I recently finished updating this coffee table that a friend gave me. This coffee table was from Crate and Barrel and her dog had chewed up the edges. She said her husband had tried to fix it with filler and it didn’t quite work out the way they had thought so she was generous enough to give it to me. Yay! I always love a challenge and seeing great before and afters. I am adding a complete source list to my room at the end of the post along with some affiliate links throughout to make it easier for you to find products that I used for my project. Here is the coffee table in all it’s glory with dog chewed edges that were covered in wood filler.
I snapped a picture of the side here too because I think they must have tried wipe stain on top of the filler and it turned into one giant mess. It also had a piece of glass on top as you can see here. I decided to change up the whole look of the table and take away the glass.
My first step was to sand down the whole table. Normally when using chalk paint you don’t have to sand but this table had wood filler in so many places and needed to be leveled out so that there were no lumps and bumps after I painted it. Sanding the shiny surfaces also helped the chalk paint to go on easier. I sanded outside with my handsander and brought then brought the table inside to paint.
I used white chalk paint (Benjamin Moore Dove White color matched to Behr paint) and began painting after I had wiped the whole table down to get all of the dust off from sanding. This is the table after one coat of chalk paint. You can find my chalk paint recipe here if you would like to make your own.
While I was waiting for each coat of paint to dry, I went outside and sanded my boards (with 100 grit sand paper) that I was using for the top. I simply measured the top of the table and bought as many boards as I needed to allow for a couple inches of overhang on each side. I am using 1×6″ pine boards. When I went to buy them, I laid them all down on the floor in the store and lined them up the way that I wanted them to look on the table to make sure there was no warping and that they all fit snuggly together.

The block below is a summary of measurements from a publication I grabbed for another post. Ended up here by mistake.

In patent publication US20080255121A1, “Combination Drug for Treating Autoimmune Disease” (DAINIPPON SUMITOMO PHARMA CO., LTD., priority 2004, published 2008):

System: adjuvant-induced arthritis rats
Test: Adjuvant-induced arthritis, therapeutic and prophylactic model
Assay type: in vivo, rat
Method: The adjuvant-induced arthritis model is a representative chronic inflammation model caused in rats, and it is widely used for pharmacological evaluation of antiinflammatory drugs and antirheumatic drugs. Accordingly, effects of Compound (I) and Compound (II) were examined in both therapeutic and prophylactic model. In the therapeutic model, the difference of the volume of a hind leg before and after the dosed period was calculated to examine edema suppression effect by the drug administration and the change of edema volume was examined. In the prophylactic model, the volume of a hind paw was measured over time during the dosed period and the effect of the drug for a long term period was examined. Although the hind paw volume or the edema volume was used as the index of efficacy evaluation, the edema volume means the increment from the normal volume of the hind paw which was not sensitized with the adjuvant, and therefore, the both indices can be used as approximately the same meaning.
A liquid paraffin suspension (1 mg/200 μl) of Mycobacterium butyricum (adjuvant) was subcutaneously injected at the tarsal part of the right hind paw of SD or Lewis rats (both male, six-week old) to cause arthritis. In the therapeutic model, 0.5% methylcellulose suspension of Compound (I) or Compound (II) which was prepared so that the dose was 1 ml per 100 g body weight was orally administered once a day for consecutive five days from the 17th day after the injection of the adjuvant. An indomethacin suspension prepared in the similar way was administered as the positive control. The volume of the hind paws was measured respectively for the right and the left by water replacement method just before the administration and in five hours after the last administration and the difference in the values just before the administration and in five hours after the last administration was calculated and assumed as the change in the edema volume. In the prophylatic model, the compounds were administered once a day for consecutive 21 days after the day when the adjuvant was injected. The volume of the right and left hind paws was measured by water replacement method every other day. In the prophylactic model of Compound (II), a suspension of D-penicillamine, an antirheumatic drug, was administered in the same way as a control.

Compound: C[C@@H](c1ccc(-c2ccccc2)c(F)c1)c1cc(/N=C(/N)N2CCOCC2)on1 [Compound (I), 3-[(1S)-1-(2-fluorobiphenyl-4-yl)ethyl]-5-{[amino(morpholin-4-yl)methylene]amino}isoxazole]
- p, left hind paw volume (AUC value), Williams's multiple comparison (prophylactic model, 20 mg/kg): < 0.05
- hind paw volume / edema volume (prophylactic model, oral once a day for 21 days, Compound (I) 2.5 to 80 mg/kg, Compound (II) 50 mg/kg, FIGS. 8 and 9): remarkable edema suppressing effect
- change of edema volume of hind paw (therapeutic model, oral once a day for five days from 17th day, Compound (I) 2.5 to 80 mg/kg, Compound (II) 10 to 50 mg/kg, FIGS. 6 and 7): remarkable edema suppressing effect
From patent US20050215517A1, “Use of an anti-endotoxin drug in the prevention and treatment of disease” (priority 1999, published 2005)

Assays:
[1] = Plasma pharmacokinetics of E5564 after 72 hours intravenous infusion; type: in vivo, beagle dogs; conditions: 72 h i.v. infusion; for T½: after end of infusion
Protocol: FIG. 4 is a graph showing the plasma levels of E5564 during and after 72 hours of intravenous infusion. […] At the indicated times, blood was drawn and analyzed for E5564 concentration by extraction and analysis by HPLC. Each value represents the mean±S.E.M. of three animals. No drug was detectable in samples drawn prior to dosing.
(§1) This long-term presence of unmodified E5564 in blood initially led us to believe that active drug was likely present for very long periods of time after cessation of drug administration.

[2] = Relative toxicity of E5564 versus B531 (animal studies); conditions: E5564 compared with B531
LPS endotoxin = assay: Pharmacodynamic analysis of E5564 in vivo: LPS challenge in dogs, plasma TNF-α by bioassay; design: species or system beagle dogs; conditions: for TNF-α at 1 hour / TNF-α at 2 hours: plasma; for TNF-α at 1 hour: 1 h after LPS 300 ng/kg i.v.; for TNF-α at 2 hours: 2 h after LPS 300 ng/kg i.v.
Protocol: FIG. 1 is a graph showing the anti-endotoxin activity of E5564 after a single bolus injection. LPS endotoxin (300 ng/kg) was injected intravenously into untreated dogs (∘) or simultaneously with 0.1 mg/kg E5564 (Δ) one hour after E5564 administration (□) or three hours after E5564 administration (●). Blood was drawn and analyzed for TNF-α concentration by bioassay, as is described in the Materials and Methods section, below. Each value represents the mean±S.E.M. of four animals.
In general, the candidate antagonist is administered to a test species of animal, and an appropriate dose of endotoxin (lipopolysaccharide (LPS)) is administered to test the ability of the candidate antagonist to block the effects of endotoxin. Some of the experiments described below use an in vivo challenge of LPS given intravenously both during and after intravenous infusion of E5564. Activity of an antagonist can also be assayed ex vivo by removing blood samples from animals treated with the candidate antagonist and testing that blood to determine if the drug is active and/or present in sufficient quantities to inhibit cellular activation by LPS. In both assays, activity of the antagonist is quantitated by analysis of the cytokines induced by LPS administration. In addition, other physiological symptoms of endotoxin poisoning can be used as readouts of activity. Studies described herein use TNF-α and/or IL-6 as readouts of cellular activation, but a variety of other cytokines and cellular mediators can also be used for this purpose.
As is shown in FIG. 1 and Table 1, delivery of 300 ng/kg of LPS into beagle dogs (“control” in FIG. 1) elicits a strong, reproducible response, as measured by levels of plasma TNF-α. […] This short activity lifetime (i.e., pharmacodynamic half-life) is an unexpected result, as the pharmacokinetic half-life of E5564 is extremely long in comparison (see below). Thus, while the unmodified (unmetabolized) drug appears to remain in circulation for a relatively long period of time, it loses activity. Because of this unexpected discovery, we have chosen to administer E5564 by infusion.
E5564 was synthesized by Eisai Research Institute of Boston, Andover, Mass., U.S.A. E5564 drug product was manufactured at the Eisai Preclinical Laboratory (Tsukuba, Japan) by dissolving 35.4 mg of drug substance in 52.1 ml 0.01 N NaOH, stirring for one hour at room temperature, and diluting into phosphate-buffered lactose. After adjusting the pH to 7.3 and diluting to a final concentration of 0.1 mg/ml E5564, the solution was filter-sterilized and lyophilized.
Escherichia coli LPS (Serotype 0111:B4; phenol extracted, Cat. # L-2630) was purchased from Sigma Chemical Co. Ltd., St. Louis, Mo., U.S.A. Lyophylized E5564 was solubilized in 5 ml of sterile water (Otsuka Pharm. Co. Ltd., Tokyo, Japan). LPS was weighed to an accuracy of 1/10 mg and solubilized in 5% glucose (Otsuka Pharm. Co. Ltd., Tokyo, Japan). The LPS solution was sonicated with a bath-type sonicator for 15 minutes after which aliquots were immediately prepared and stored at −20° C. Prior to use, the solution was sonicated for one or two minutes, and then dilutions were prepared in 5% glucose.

When I had them all sanded and wiped down, I stained them. I used three parts White Wash Stain to one part Special Walnut Stain mixture to stain them. I wanted a lighter look for the top and this mixture gave me exactly what I was looking for.
After I had the bottom of the table and the drawer fronts painted, reattached the hardware, lightly distressed the edges of the table with 100 grit sandpaper, and sealed it with water based poly.
Here is where a mistake happened. I tried to use liquid nails around the edges of the table and then place the boards on top and clamp them down to dry, but it did not stick at all. The liquid nails dried onto the boards and did not even stick to the table. It wasn’t a big deal since you can’t see that area anyways but just a time waster. I’m guessing it did not stick because I had already sealed the table? or maybe because of the paint?
So my hubs scraped off the liquid nails with a paint scraper and screwed in 2- 1×8″ boards with finishing screws to the bottom of the wood slats. This held it more secure anyways and is how I should have done it in the first place. We made sure that the boards that were screwed into the bottom were the right size to allow them to be on the inside of the edges of the table. This way they don’t show at all. After placing it onto the top of the table, he also used finishing screws to screw it into the base from the underside of the table.
Thanks for stopping by! I hope that I have inspired you to take on a project of your own. There are lots of furniture pieces out there that could use an update. Have a wonderful day!
Large Wall Chalkboard: DIY
Trunks and Lamp: Thrifted and painted with my chalk paint recipe
Pillows: World Market
Poof Beside Chair: Target
Old Milk Can: Craigslist
Blankets: Home Goods and Thrifted
Large Wood Sign: @hoekstradecor